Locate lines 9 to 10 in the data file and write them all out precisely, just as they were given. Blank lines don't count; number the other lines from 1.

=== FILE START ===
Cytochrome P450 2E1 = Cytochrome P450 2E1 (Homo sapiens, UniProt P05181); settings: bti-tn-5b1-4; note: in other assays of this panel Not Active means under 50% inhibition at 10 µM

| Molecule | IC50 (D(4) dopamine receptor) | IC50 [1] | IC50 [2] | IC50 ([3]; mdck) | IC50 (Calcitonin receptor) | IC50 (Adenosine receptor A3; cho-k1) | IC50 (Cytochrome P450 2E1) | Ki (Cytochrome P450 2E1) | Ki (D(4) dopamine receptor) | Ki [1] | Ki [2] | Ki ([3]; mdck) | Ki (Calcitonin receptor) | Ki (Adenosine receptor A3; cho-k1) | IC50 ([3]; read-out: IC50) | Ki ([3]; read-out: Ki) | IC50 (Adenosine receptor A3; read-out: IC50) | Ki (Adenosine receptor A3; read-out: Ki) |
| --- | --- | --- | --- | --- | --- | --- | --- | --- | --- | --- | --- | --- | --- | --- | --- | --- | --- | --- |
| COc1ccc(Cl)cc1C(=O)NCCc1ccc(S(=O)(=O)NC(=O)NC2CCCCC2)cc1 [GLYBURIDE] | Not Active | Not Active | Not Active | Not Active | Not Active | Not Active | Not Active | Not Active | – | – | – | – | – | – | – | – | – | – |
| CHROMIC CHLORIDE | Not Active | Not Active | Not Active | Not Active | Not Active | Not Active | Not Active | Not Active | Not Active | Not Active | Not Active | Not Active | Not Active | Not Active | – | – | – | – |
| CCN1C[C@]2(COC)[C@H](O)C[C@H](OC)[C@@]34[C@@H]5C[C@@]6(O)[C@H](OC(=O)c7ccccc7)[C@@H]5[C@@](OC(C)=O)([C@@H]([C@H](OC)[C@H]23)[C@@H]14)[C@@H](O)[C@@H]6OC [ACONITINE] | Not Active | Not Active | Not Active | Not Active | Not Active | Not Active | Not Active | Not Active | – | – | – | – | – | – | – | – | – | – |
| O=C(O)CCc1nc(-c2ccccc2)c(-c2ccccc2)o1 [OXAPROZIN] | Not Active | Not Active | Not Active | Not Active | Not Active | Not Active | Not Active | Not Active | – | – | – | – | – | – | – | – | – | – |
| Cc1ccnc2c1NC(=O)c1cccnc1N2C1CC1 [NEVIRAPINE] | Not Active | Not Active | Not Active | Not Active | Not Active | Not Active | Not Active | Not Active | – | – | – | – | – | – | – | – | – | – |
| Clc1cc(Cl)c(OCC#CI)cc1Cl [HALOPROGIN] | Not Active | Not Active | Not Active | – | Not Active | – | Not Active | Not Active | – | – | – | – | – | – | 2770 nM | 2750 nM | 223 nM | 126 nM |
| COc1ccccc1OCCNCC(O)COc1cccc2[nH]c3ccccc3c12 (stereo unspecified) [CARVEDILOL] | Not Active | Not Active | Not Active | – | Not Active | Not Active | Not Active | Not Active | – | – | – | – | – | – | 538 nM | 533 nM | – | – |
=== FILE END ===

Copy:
| Clc1cc(Cl)c(OCC#CI)cc1Cl [HALOPROGIN] | Not Active | Not Active | Not Active | – | Not Active | – | Not Active | Not Active | – | – | – | – | – | – | 2770 nM | 2750 nM | 223 nM | 126 nM |
| COc1ccccc1OCCNCC(O)COc1cccc2[nH]c3ccccc3c12 (stereo unspecified) [CARVEDILOL] | Not Active | Not Active | Not Active | – | Not Active | Not Active | Not Active | Not Active | – | – | – | – | – | – | 538 nM | 533 nM | – | – |